Video: Occupy Bachmann as Charleston Group Upstages Candidate
Rep. Michele Bachmann was in the middle of giving a speech on the Yorktown when Occupy Charleston protesters swarmed stage.
MT. PLEASANT, SC — Michele Bachmann came to Charleston to give her foreign policy vision, but she was interrupted by more than a dozen protestors with the Occupy movement.
Roughly 10 minutes into her speech, in front of roughly 60 supporters and media, the Occupy group sitting amongst the crowd stood at their seats at the call from their leader, "Mic check!"
The group then began a call and response message similar to speeches at Occupy rallies throughout the country.
"You capitalize on dividing Americans, claiming people that disagree with you are unpatriotic socialists," they said to Bachmann as local police escorted the candidate from the stage. See the full statement attached.
The Occupy crowd left after their brief statement. No arrests were made.
Bachmann's first comment upon returning to the room: "Don't you love the 1st amendment."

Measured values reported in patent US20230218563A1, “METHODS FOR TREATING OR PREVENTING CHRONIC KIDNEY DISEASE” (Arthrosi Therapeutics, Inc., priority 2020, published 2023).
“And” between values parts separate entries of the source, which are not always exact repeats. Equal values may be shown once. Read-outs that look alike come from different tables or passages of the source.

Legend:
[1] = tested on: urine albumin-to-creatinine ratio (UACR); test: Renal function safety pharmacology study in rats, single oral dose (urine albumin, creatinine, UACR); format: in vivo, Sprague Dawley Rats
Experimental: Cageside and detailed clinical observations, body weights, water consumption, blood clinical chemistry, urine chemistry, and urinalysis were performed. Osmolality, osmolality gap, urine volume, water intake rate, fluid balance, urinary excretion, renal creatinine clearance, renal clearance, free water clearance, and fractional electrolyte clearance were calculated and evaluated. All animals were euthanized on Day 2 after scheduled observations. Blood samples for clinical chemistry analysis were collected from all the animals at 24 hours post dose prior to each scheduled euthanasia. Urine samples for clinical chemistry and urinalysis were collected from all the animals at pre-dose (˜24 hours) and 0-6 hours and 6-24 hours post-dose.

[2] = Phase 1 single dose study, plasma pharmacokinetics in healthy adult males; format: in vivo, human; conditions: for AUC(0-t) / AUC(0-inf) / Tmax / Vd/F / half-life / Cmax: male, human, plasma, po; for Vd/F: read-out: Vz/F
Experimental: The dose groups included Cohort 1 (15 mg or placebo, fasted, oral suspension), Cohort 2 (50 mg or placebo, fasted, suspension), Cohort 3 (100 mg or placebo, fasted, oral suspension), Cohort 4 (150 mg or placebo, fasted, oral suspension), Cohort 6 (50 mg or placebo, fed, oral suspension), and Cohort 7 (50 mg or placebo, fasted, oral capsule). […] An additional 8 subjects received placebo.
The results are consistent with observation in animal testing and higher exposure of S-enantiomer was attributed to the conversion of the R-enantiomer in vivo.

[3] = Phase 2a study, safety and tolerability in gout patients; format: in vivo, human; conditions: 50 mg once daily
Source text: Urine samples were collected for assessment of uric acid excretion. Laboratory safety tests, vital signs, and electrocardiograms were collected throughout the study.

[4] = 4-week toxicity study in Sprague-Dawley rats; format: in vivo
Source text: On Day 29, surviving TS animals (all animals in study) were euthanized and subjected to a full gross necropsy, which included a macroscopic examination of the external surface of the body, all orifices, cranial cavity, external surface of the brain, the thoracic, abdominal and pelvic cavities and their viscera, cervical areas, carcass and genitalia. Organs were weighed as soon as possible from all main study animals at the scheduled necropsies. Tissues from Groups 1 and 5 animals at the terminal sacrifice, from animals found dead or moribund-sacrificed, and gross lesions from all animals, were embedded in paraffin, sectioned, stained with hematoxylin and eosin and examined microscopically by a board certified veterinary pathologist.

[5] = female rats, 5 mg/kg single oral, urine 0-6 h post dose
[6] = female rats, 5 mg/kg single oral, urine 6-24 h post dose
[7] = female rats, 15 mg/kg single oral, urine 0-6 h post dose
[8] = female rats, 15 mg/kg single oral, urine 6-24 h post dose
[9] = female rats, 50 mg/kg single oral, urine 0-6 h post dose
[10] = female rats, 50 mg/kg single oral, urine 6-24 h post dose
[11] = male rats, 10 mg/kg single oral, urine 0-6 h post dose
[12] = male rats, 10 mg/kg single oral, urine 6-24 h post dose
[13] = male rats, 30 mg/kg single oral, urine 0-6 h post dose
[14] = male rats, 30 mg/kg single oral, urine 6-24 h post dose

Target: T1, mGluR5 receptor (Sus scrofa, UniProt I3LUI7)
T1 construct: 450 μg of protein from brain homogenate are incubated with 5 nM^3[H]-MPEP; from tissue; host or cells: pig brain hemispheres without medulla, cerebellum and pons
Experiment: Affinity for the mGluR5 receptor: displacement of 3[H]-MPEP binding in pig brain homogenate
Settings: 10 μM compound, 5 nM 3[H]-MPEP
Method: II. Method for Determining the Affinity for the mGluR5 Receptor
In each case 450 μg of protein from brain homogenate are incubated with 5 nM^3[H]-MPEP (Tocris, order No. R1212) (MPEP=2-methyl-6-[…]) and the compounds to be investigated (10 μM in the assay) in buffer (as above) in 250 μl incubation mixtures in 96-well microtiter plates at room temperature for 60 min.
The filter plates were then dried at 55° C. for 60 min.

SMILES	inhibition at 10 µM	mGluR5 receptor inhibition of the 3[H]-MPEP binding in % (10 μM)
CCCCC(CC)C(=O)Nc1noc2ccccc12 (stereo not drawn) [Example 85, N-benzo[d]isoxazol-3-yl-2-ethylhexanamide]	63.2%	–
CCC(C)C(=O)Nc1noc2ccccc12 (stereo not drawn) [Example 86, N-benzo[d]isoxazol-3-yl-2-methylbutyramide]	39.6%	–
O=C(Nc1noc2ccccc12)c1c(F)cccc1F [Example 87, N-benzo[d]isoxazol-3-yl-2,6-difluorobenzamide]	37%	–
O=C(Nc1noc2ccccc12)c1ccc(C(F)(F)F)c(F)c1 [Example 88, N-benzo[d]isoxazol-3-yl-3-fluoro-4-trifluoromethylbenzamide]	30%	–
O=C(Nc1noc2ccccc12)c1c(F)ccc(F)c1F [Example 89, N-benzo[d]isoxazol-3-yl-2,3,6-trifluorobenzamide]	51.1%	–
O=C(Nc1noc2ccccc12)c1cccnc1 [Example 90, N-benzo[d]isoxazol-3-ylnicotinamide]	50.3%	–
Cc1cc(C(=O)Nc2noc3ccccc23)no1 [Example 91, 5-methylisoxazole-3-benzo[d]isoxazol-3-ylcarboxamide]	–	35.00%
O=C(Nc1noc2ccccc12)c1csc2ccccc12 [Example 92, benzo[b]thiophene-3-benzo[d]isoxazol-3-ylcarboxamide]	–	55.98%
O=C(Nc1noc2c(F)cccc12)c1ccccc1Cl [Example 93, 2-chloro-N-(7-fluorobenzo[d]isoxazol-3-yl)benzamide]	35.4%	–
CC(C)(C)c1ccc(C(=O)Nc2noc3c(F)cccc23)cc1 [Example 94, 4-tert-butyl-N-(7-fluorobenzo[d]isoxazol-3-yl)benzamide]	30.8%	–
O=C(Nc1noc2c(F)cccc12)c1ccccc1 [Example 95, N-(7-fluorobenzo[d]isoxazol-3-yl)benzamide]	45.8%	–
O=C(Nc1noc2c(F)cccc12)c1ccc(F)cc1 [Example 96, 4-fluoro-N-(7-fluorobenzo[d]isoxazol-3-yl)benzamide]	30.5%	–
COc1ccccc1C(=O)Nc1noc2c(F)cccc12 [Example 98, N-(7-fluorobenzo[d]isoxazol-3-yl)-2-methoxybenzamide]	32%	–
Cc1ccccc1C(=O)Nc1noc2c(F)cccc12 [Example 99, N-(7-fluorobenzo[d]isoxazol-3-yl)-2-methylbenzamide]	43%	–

Earlier, Bachmann had recognized the anniversary of the Marine Corps and tomorrow's significance as Veteran's Day. After the speech, Bachmann called the protestors' actions "disrespectful and ignorant."
"They have the right to do that … but how disrespectful to do that when we were here to honor veterans and stand behind them and stand behind our military," she said. "Their liberties have been paid for with a very heavy price by the people who were in that room."
Bachmann said that campaign events have been disrputed by individuals and small groups in the past. "This is probably one of the loudest," she said.
Two Occupy Charleston participants explained to Patch why they chose to participate in the Bachmann event.
Bachmann's address included attacks on President Barack Obama's foreign policy decisions — most notably, his plans to withdrawal troops from Iraq.
"As President, my decision to withdraw troops from Afghanistan or Iraq would be based on military considerations and not on turns helping my personal political fortunes," she said.
Bachmann also called for the National Guard to get a seat at the table of the Joint Chiefs of Staff. And she was critical of those suggesting dramatic cuts in military spending.
"As Commander in Chief, I will commit the necessary resources to the first constitutional duty of our government, protecting the nation and keeping America free, safe and sovereign," she said.
Every appearance for Bachmann and others battling frontrunner Gov. Mitt Romney leading up to this weekend's CBS News/ National Journal debate in Spartanburg is crucial as South Carolina voters decide who they are going to support.
Some South Carolina conservatives have even gone as far as launching anti-Romney websites in an effort to get Republican voters to choose anyone but the former Massachusetts governor.